December 02, 2005 | Category:

Code Annoyance

To children and novice programmers:

When writing various kinds of applications or APIs, it is often the case that you will have functions of the form is<em>Object</em>Valid() (or a similar kind of check that begins with “is”), where Object is some variable or object. This is fine: checking data and providing methods to do so is a Good Thing, in that it is considerate and generally fulfills a use case.

Something you should never do is write a function like isObject<em>In</em>valid(). Putting negation into this kind of check is a lot like a double-negative in English, it makes life more difficult for everyone else because they have to spend more time straightening out the negations. This mistake is compounded by the fact it is almost always used in conjunction with the language negation to give: !isObjectInvalid(). Argh!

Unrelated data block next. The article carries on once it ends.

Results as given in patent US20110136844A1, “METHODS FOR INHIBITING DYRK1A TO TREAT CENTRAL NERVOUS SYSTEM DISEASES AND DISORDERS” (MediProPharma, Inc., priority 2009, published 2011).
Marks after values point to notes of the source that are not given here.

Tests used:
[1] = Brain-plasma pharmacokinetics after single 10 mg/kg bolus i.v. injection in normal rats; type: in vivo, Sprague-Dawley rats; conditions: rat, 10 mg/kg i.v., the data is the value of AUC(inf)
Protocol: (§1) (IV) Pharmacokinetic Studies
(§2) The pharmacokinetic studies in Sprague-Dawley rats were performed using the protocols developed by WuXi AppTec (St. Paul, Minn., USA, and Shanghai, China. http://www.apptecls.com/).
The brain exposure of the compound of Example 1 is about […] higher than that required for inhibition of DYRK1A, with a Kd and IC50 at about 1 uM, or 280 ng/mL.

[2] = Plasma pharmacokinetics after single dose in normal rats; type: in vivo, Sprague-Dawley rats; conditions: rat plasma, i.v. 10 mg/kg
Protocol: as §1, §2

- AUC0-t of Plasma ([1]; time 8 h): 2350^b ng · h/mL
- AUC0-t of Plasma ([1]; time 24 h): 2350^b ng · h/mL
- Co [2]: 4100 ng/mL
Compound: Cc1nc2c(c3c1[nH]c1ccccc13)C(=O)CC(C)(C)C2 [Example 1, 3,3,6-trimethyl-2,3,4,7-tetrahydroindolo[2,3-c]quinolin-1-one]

Next person to do this gets hurt.